Aug 18, 2018
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Saratoga Q&A with Bob Coglianese

by Heather Pettinger

Longtime track photographer Bob Coglianese looked back at his 50-plus-year career in horse racing photography. Founded by Bob in 1962, Coglianese Photos is the official track photographer at Aqueduct Racetrack, Belmont Park, and Saratoga Race Course, as well as Gulfstream Park in South Florida. Bob resides in Florida, while his son Adam manages the family operation at NYRA’s three tracks and Gulfstream.

The Coglianese Photos tent can be found on track near the Saratoga clubhouse entrance adjacent to the paddock.

When did you decide you wanted to become a photographer?

In my early teens. My uncle was a photographer in New York since 1920 and I always looked up to him and when the opportunity arose for me to work with him, I took it. That was in 1952. His name was Mike Sirico and, in his day, he worked as an apprentice to a photographer that was here in practically 1900, C.C. Cook. My uncle worked as an apprentice for practically no money and he took over the position in 1955 and then I went to work for him. There were no celebrities in my family. He was the closest thing to a celebrity, his name was plastered around. He had won a very prestigious award in his day and I looked up to him.

How do you feel about your son Adam following in your footsteps?

I’m thrilled that he’s in the business and that he’s excelled in it. I honestly believe he’s better than I was at that point.

What is your favorite photo?

Secretariat winning the Belmont Stakes by 31 lengths, which Sports Illustrated called the greatest racing photo of the 20th century. It was a big race, it was the Belmont Stakes, and there was a photo stand over there and I was on it, shooting the race and it just so happened I got that shot.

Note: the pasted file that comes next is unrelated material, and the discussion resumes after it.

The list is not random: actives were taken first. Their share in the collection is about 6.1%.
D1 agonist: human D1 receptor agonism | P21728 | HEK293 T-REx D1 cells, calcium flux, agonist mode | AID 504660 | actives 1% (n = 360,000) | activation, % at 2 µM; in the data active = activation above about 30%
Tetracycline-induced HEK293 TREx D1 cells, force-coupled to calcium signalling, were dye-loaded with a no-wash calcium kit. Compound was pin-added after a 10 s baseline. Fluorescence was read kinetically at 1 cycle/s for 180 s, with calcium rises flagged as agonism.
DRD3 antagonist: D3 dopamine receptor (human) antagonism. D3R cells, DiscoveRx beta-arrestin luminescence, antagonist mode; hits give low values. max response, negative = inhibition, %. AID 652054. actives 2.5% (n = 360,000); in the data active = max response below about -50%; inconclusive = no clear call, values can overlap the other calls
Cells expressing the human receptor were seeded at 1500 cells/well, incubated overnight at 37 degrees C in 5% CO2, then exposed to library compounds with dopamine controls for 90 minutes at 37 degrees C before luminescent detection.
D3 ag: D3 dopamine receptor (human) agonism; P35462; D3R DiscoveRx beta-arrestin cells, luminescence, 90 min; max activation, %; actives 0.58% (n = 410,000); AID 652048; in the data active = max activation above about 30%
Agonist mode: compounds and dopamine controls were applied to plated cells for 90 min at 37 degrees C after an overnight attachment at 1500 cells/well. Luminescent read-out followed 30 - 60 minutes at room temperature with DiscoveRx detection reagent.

Are there any pictures that you’ve taken that became surprisingly popular?

Well, there are numerous photos, but you could say “The Savage” photo, where one horse was trying to bite another horse alongside him. He didn’t get a hold of the other horse, but he tried, and it’s proven to be a very popular photo - as popular as the Secretariat photo. I also took a picture of Secretariat working out for the Belmont Stakes. I took it at 6:30 in the morning at Belmont Park and Mrs. Tweedy [Penny Chenery] called the photo the greatest picture of Secretariat ever taken. That was a surprise. I didn’t expect that it would reach that kind of accolade.

What are the difficulties of shooting horse racing that differs from other sports?

Today, there aren’t as many real difficulties, of course, with motorized cameras. Basically, you point and shoot - I’m oversimplifying it, but basically, that’s what it is. When I took Secretariat, I took it with one shot, that’s all I had. That was when it was difficult, but today with digital and motorized, it’s a lot easier.

Do you have a favorite race?

My favorite race was a race between Exceller and Seattle Slew. That was the [1978 Jockey Club] Gold Cup. I thought it was the most amazing race a horse ever ran and lost. They went a mile and a half, and he [Seattle Slew] went three quarters in 1:09, wire to wire, and just got beat by a nose. I think, in my opinion, that Seattle Slew was as great as Secretariat, maybe even better. But, my favorite horse of all time is Kelso.

Do you have a favorite Kelso moment?

When he won the Jockey Club Gold Cup for the fifth time in a row [in 1964]. He carried 124 pounds and went two miles. No horse compared to him in his day. He was a gelding also, and he was an iron horse. He was just the most wonderful horse and the woman that owned him was a dear friend of mine, Mrs. [Allaire] du Pont. She was a lovely woman. The whole Kelso thing was great. It was just a great experience. Even the trainer Carl Hanford. They were just very classy people.

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